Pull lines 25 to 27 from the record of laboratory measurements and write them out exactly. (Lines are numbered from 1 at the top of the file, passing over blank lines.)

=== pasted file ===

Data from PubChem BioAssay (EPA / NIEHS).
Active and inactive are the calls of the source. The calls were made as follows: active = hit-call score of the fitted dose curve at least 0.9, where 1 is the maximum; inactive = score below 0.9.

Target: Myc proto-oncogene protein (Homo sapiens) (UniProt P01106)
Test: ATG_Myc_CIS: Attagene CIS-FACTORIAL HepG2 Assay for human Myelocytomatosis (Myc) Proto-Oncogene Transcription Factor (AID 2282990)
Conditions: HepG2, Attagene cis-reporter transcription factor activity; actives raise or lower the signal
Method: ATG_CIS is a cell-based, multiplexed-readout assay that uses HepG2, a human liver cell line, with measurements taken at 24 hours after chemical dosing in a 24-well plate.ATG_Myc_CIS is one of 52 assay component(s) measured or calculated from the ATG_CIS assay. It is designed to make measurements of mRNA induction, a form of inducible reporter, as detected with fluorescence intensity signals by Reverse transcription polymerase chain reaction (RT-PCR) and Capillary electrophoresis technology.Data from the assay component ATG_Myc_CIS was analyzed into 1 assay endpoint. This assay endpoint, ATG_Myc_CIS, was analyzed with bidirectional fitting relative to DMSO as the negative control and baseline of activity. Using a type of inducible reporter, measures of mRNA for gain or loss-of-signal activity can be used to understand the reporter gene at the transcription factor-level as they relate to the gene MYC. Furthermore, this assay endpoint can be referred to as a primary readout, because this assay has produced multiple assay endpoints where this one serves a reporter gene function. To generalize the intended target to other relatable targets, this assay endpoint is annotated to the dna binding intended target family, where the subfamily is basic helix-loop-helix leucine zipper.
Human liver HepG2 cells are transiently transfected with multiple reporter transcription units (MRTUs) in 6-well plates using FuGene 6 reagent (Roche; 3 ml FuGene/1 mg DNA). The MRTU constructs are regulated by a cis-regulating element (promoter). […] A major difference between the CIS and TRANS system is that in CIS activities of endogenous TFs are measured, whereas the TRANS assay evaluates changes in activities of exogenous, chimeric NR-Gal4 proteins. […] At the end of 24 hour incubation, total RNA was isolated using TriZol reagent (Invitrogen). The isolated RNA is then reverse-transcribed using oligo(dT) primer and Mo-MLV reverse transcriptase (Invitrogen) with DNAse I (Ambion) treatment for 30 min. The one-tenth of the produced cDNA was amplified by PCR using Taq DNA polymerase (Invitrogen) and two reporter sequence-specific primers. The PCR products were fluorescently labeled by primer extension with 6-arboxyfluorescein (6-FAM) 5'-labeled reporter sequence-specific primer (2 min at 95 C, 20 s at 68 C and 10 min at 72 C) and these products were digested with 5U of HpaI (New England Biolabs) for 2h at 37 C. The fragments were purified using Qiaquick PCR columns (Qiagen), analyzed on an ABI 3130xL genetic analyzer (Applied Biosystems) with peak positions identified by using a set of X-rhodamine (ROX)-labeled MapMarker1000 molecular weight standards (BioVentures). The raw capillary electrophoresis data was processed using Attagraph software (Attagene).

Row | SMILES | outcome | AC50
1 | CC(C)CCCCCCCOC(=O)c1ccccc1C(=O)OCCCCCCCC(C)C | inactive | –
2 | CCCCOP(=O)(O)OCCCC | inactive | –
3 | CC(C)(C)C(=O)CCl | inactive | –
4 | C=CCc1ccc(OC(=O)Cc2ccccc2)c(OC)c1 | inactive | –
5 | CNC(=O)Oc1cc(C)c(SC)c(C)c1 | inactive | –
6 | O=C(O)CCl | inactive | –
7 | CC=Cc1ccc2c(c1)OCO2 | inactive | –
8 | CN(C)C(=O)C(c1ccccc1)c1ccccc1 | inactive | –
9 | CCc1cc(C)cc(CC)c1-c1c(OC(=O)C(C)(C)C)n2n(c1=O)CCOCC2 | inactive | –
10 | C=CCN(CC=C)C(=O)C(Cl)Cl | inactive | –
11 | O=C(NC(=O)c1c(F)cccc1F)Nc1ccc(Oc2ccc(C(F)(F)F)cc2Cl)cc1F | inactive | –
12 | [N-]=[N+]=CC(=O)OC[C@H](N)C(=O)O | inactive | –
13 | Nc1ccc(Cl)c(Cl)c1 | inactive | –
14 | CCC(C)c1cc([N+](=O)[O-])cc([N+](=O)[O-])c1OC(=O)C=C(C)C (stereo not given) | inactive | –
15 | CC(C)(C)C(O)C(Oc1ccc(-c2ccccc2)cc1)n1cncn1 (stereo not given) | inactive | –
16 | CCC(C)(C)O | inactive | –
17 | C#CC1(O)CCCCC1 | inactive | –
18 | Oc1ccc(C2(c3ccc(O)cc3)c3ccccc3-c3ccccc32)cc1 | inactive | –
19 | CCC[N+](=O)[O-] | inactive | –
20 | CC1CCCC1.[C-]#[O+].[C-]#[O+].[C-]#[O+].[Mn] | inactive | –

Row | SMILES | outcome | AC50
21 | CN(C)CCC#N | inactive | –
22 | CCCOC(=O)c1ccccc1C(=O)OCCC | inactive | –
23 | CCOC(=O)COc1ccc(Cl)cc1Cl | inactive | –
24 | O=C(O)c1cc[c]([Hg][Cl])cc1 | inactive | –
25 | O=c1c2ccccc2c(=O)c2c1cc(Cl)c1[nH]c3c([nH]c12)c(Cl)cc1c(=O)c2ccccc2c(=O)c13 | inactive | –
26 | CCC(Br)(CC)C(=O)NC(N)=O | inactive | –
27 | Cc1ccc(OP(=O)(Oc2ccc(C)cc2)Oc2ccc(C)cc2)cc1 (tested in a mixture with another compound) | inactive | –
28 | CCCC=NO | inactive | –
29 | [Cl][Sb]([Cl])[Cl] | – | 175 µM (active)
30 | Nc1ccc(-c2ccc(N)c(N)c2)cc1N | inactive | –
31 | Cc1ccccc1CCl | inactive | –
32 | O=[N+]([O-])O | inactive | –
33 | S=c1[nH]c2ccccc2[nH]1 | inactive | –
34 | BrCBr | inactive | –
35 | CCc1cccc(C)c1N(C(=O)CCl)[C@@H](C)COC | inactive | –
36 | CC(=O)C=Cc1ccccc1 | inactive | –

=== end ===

17 | C#CC1(O)CCCCC1 | inactive | –
18 | Oc1ccc(C2(c3ccc(O)cc3)c3ccccc3-c3ccccc32)cc1 | inactive | –
19 | CCC[N+](=O)[O-] | inactive | –